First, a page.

Family-run businesses can be difficult to manage. Imagine having to fire a relative who is underperforming. And then meeting him or her at family reunions and having to pretend to get along, or explain to your uncles and aunties over and over why you cannot hire them back. But there are also upsides, which include loyalty, familiarity and you know they will not lie about their job history as you already know it all. A lot of family businesses are now being taken over by sibling teams, which carries its own set of risks, such as a lot of bickering, manipulation and teasing.
But Ruth Wambui, 32, and Simon Chege, 27, are hoping to illustrate how sibling teams can take family-run businesses to a whole new level. The two, who operate a computer college in Nakuru, have been business partners for five years and get along well. Initially, each sibling had an independent life, with Ms Wambui running a cyber café and offering computer services, while Mr Chege worked at a financial institution. However, Chege felt underpaid and quit his job. His sister offered to train him on computer programmes at no charge, as long as he agreed to be her assistant. Chege accepted. He started out with light administrative duties before being promoted to a computer programmes teacher.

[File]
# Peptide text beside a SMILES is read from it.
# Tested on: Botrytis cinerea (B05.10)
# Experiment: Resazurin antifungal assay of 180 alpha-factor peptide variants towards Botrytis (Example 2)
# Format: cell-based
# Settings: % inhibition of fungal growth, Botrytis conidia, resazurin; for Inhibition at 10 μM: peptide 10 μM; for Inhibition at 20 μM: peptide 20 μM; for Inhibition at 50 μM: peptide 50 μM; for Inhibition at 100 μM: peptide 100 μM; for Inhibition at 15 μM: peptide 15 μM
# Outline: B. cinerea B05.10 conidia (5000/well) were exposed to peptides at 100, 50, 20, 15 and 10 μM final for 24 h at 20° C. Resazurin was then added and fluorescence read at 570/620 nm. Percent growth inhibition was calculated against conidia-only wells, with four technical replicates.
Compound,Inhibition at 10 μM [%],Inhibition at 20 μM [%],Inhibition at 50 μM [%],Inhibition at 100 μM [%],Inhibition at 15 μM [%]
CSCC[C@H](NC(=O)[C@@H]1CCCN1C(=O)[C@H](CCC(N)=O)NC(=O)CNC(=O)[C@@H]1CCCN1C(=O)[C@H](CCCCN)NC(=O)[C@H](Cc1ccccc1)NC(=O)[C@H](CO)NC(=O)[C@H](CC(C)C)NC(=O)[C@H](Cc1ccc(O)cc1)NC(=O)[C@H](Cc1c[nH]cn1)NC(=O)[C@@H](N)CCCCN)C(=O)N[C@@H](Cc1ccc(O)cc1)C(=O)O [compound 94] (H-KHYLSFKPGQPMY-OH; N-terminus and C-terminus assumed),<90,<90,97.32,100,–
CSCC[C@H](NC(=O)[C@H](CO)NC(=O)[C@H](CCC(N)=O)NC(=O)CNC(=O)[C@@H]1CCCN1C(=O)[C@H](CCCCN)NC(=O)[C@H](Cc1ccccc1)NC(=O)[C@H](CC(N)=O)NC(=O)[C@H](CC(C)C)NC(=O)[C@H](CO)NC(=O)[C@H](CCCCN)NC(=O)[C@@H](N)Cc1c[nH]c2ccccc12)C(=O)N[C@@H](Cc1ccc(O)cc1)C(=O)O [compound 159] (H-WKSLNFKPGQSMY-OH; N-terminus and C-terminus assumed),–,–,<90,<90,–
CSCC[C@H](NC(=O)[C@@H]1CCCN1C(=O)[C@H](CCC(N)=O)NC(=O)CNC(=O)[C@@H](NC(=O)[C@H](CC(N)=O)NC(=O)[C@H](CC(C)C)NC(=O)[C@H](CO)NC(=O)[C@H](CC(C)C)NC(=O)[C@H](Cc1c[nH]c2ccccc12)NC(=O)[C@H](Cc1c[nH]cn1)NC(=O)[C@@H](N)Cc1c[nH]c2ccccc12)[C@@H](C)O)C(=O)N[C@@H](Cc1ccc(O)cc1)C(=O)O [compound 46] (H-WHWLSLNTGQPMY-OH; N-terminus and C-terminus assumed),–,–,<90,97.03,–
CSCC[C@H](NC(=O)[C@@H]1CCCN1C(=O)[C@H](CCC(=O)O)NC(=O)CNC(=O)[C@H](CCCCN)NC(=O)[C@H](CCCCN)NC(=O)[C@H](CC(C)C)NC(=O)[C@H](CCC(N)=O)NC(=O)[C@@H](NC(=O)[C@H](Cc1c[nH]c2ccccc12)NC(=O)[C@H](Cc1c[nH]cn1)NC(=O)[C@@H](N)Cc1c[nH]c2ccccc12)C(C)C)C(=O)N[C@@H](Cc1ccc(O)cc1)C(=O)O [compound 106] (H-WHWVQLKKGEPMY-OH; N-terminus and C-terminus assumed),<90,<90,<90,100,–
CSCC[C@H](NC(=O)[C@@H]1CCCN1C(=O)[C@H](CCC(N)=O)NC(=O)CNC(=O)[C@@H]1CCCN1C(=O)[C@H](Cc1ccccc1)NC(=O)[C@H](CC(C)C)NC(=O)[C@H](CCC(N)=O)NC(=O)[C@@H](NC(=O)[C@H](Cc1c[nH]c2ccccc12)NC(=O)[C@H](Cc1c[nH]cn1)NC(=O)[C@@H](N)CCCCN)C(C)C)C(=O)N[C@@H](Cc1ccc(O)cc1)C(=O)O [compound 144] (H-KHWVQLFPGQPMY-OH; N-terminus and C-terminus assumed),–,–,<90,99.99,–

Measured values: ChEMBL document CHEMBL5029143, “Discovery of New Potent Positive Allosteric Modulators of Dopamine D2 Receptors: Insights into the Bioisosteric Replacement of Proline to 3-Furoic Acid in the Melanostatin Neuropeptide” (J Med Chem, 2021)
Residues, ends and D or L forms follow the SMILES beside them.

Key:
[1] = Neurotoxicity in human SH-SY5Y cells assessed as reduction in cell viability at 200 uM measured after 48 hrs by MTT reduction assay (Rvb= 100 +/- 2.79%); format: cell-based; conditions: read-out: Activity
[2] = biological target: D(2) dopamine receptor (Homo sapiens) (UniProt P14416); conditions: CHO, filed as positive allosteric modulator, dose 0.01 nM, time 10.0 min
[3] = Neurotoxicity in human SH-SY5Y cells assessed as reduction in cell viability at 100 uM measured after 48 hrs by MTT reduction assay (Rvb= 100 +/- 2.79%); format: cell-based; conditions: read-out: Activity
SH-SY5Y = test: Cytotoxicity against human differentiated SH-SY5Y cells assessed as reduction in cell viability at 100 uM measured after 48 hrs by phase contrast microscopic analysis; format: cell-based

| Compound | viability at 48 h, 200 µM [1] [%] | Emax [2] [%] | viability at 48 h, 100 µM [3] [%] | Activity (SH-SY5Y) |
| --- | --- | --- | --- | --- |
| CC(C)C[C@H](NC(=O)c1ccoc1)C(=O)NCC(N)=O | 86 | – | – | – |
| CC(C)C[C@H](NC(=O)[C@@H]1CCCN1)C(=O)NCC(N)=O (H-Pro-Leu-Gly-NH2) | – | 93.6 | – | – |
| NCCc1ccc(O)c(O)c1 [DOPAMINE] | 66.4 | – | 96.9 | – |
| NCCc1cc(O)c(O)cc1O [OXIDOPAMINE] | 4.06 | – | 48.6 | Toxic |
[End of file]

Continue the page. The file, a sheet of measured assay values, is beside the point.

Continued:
Wambui says when it comes to business, she treats her brother like she would any other employee. “He is my brother, alright, but business is business and this doesn’t call for treating him in special way as my sibling,” she said. And as regards training her brother for free? “If you invest in staff training, you will have good and productive employees and I’m seeing the benefits of this,” she said. Wambui pays Chege a portion of what her business brings in, though she takes the higher percentage as the proprietor. “I’m the one who meets the running costs and, therefore, determine what he is entitled to,” she said. And if Chege feels entitled to more money? “We discuss this on a one-on-one basis. I know what the business brings in and what it costs to run it, so I am never unreasonable,” he said.
Wambui agrees, saying her brother is “very understanding and not as troublesome as other employees would be”. And in the day-to-day running of the business, there is no doubt Wambui is the boss, and what she says goes. Chege, however, has come to accept the power play, saying he owes his sister a lot for getting him to where he is today. Does Wambui consider employing her brother nepotism? “Our bond goes back a long way and I see no reason it shouldn’t continue into the world of business.”